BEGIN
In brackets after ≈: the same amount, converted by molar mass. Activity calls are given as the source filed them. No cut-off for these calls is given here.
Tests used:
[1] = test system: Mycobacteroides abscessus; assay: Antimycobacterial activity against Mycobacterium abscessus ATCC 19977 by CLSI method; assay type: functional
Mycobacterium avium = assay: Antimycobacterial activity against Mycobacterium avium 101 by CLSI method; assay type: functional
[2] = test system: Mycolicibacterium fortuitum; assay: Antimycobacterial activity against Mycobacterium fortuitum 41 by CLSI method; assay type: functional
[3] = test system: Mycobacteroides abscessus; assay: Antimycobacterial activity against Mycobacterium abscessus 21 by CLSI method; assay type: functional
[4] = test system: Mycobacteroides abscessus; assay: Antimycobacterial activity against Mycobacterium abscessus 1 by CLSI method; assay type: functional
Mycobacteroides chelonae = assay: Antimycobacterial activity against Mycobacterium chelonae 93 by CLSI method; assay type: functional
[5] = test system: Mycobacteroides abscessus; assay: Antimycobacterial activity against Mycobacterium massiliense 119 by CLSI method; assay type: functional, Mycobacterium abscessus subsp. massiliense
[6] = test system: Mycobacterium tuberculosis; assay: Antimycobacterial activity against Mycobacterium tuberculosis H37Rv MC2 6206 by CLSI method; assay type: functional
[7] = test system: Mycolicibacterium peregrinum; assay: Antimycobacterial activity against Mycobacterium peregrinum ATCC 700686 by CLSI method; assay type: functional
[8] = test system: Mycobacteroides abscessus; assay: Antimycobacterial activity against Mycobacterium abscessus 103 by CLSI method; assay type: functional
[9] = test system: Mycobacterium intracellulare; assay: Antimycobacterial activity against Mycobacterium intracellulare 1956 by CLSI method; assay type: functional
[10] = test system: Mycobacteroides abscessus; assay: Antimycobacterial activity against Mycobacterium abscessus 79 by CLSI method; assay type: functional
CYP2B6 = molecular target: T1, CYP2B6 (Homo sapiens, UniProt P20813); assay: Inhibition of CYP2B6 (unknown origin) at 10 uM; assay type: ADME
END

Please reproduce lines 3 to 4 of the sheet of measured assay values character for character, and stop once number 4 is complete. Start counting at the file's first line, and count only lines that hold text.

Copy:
[1] = test system: Mycobacteroides abscessus; assay: Antimycobacterial activity against Mycobacterium abscessus ATCC 19977 by CLSI method; assay type: functional
Mycobacterium avium = assay: Antimycobacterial activity against Mycobacterium avium 101 by CLSI method; assay type: functional